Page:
Today's Bride Pros

Why do you charge what you do?

Whether you’re a Master Bridal Consultant or aspiring newbie, you have to decide what services you’re going to offer and then set a price for those services. How do you set your pricing? Do you look at what others charge and then determine whether you’re worth more, or less? Or do you sit down and figure your costs, financial needs and the time it will take to perform those services?

If you look at what others are charging and base your prices on that you’re actually using the wrong metric, especially for a service business such as wedding planning. Theoretically the other business set their prices based upon their financial needs, their costs, their inventory (how many weddings they want to plan this year) and other factors. Those factors work for them, but they don’t apply to you.

How do you explain your pricing to your prospects?

What you need to learn is how and when to address the pricing issue. If you’ve already had a chance to hear what their needs are and to explain what you can do for them, then price is a legitimate question. If it’s the first contact then you need to learn how to move the conversation to what’s really important, the success of their wedding. That’s a discussion for another article. What I want to address here is how to justify the value of what you charge. It’s also important to know when it’s not a good fit and refer them to someone more qualified for what they’re looking for (or walk away from a Bridezilla).

They’ll always be able to find someone who charges less than you. So why should they pay your price, especially if you’re higher than most of the other planners in the area? Can you answer that question? If you don’t know why you charge more then why should anyone pay your price? The answer is that they can’t get you and your team anywhere else. They can get services that look similar, on paper, but if they really want you and your team to plan their wedding, or handle their wedding day management, they have to hire you, at your price. So, the key is not to sell the services, it’s to sell specifically you providing those services. That’s something they can’t get anywhere else, at any price.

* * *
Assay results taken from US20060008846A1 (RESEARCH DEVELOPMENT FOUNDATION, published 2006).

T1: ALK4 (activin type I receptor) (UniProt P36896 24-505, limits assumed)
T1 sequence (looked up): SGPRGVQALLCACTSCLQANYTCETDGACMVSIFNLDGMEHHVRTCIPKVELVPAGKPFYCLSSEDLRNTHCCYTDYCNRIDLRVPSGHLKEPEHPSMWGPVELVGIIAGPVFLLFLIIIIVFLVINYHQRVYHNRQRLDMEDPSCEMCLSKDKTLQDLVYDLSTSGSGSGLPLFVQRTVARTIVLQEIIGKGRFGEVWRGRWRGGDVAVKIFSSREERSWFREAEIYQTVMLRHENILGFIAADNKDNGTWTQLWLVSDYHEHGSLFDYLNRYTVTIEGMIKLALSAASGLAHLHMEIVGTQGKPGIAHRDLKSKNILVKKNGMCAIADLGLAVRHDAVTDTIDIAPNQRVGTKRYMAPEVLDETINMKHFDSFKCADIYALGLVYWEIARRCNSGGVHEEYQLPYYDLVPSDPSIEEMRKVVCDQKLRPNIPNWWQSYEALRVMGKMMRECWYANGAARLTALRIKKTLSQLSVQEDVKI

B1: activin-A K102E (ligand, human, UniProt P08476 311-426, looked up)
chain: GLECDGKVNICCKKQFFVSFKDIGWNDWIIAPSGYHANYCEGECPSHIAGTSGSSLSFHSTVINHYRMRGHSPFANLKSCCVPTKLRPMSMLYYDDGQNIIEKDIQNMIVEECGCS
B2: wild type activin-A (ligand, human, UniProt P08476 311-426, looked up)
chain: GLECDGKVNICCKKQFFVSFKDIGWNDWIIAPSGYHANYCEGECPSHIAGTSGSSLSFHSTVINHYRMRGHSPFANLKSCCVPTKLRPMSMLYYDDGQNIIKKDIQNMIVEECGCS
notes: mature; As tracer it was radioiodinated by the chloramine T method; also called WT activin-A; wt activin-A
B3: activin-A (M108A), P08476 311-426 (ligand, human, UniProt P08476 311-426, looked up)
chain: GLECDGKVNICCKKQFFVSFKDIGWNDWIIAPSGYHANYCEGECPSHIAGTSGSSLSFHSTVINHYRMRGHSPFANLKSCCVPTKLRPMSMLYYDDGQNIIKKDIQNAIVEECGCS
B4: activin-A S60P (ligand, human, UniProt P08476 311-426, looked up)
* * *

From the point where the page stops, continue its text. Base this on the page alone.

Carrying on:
The most important thing is…

A client of mine called the other day lamenting about how a potential customer he’d met with called to say they had gotten a significantly better price with a competitor (40% less). On the one had he was angry. On the other hand he wanted to get the sale. I told him to tell the prospect that if the most important thing was price then they had to go with his competitor.

However, if the most important thing was the success of their wedding, then he could assure them that would happen if they went with him. He can’t know what the other company will do, as he has no control over that. He does, however, have a very experienced team who have earned the right to be paid more because of the success they’ve brought to countless weddings like theirs.

Do you want lower quality along with that lower price?